Plyos Firm Muscles & Rev Your Speed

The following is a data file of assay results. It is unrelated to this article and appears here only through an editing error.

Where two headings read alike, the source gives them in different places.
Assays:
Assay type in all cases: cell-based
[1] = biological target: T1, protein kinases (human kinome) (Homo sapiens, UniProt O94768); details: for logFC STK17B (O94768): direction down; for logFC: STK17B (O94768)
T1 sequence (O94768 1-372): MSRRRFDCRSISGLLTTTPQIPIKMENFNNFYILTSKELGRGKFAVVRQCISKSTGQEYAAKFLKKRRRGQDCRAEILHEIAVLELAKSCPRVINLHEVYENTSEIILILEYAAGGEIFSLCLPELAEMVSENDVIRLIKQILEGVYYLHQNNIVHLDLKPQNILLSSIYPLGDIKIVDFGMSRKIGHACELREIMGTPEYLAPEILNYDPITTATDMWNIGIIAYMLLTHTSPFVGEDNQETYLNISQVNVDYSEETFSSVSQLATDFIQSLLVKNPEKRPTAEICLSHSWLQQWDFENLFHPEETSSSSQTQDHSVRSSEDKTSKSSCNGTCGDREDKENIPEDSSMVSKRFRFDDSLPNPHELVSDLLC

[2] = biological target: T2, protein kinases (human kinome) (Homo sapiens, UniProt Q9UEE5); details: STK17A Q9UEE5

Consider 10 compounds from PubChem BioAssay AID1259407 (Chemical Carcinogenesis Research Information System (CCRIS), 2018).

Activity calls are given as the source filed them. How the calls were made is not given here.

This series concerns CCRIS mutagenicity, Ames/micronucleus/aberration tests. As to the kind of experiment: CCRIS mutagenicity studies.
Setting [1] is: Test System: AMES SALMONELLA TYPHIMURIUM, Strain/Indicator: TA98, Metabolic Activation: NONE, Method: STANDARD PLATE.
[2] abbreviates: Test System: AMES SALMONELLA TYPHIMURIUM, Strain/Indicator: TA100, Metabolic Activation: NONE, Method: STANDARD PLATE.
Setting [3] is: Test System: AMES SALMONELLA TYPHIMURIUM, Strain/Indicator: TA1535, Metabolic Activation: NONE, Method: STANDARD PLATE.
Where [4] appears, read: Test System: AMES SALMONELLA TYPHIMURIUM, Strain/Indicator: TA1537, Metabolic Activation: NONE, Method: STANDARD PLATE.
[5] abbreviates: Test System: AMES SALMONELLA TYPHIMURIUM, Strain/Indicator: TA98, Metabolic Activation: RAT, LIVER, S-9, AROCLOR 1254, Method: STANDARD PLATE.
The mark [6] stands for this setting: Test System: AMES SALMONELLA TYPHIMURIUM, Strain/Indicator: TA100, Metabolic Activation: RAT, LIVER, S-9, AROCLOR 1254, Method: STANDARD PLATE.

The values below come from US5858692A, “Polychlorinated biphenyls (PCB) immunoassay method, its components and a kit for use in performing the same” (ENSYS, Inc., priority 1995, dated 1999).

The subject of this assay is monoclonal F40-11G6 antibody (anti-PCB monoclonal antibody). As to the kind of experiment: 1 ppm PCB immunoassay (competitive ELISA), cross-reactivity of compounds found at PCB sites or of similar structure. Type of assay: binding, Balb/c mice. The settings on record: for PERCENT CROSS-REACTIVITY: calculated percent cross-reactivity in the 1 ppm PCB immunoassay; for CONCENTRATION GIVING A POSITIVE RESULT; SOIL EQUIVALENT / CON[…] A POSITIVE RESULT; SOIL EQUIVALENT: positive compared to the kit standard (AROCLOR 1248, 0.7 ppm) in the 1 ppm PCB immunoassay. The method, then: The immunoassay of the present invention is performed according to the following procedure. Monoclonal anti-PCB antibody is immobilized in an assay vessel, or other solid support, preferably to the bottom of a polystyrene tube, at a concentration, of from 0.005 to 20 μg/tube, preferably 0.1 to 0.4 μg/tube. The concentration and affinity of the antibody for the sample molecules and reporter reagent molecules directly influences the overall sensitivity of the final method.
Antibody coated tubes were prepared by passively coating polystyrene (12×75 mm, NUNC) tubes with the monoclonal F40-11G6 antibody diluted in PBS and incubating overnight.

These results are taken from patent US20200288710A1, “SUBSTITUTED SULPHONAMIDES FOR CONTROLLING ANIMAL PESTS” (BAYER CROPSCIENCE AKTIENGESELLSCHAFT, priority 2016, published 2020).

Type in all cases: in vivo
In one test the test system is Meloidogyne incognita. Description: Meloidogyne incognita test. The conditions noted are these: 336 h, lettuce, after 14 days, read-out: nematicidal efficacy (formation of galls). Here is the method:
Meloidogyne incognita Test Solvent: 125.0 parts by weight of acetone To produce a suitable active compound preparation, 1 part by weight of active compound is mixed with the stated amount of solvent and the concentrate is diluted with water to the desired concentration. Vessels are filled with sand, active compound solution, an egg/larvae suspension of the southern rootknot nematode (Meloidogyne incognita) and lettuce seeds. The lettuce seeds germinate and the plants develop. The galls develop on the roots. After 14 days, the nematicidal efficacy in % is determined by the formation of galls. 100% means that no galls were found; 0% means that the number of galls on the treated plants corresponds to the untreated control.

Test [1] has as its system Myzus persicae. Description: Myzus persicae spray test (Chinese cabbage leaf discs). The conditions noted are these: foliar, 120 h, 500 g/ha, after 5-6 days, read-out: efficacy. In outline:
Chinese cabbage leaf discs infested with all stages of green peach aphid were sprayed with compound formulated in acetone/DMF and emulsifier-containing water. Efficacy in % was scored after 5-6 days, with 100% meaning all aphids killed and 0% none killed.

There are many ways to get a great sweat, but plyometrics have an X factor that a lot of other workouts don’t: Making you supersculpted and very agile. Because plyometrics generally recruit the fast-twitch fibers in your muscles—the same ones you use for sprint speed—and train the nervous system to be more efficient at recruiting those fast-twitch fibers, the exercises are key for tapping greater force from your muscles. In fact, a new study in the Journal of Sports Science and Medicine found that female volleyball players who did twice-a-week plyometric workouts (25 to 40 minutes of plyo drills—for example, explosive moves like jumps) significantly improved their sprints, but those who did other conditioning did not. That means your plyo reps are doing double duty, making you firm up and faster too. We’ve got the ideas you need to elevate your squats, lunges, and planks with these plyometric variations, at right, from Jesse Jones, the program director for Basecamp Fitness in Santa Monica and other California locations. Swap them in as high-intensity intervals in your routine, or try the drills and videos on these pages to net all the plyo benefits.